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Infiniti Q70 review

The Q70 has its shortcomings, but may suit a buyer who needs a premium high-mileage workhorse and doesn’t want to be one of the crowd

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What is it? The Infiniti Q70 is an updated and renamed replacement for the M30d saloon.
Key features: New diesel engine, more equipment.
Our view: The Infiniti Q70 has its shortcomings, but may suit a buyer who needs a premium high-mileage workhorse and doesn’t want to be one of the crowd.

The latest version of the Infiniti Q70 saloon launched onto the UK market at the start of 2015, bidding to challenge very strong opposition in the likes of the BMW 5 Series and the Mercedes E-Class.

However this is not really a ‘new’ Infiniti, but an updated, upgraded version of the M30d saloon which gained the Q70 badging to fit into the Japanese brand’s latest naming convention.

By far the most significant change on the 2015 version is the fitting of a Mercedes-Benz sourced 2.2-litre diesel engine. Replacing the previous 3.0-litre unit and installed within the The Car Expert test car, the new engine is far more fleet-friendly.

Infiniti expects the diesel to take the lion’s share of sales over the other two power options, a 3.7-litre, 315bhp and very thirsty petrol unit and the petrol-electric hybrid that puts out 358bhp. The hybrid engine is clearly pitched for its potency – it will hit 62mph in 5.3 seconds, more than 3.5sec faster than the diesel, but its 45.6mpg official combined cycle fuel economy is bettered by the diesel’s 57.6mpg.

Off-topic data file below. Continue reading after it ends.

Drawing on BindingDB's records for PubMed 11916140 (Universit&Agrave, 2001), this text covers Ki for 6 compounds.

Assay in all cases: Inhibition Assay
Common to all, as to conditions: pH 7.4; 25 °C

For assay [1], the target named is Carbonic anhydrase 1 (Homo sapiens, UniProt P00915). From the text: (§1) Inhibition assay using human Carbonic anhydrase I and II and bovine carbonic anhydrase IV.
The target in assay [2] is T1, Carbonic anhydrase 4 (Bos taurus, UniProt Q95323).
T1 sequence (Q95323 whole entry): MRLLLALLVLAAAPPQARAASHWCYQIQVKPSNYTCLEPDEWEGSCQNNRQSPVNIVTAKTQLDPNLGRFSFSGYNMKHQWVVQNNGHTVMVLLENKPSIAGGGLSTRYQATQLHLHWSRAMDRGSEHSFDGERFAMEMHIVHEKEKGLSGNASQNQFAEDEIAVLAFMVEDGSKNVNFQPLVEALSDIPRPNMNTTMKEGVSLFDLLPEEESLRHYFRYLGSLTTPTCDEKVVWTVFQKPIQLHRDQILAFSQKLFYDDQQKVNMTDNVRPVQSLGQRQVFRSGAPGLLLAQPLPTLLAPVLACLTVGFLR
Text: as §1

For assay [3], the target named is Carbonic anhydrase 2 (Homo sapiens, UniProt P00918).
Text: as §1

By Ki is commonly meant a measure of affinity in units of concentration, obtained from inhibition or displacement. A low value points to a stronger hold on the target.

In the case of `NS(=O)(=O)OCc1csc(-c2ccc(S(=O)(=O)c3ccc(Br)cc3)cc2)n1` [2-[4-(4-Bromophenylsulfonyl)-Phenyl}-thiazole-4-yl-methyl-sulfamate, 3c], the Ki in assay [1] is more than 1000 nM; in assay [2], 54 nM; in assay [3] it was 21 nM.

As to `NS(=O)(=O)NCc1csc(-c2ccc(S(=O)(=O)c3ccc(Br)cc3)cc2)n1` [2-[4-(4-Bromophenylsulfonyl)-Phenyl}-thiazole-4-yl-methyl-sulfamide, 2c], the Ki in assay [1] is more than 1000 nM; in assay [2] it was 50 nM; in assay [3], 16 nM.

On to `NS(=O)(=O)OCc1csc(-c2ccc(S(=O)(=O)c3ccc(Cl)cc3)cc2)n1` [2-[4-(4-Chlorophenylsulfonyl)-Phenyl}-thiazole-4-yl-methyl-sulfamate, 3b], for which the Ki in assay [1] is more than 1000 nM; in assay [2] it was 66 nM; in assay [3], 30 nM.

Company executives looking for something more distinctive than the lines of familiar BMWs, Audis and Mercedes in the car park could certainly be drawn to the Infiniti. To begin with this is no small car – at 4,980mm it is some 73mm longer than a 5 Series BMW, though its 2,900mm wheelbase is 68mm shorter.

The Infiniti also boasts distinctive styling – some might say bulbous but others would argue that it is dominated by attractively muscular curves and a very large mesh grille that makes this car easy to spot.

The 2015 model update has added extra distinction, in particular to the more expensive of the two trims, Sport – the most notable extras are the enormous 20-inch diameter wheels. Other changes include front and rear bumpers with sharper creases, chrome detailing, particularly around that grille, and LED headlamps.

The cabin is spacious, as you would expect from such a large car, particularly in the rear seats, though the 450-litre luggage compartment is smaller than in rivals (note that in the hybrid model one loses 100 litres of this to accommodate the batteries).

The dash is very well put together, the way the centre console curves out towards the driver, putting the audio/climate/navigation controls in easy reach, a pleasing touch. However there are a lot of buttons scattered liberally around – no central rotary control here, and as such the layout feels a little behind-the-times compared to the recent advances from the likes of Audi. Once accustomed to it is all easy enough to use – just somewhat fussy.

Infiniti is placing great hopes in the 2.2 diesel engine. It will appeal to those who want smooth, unflustered progress, though it is a little noisy when first starting.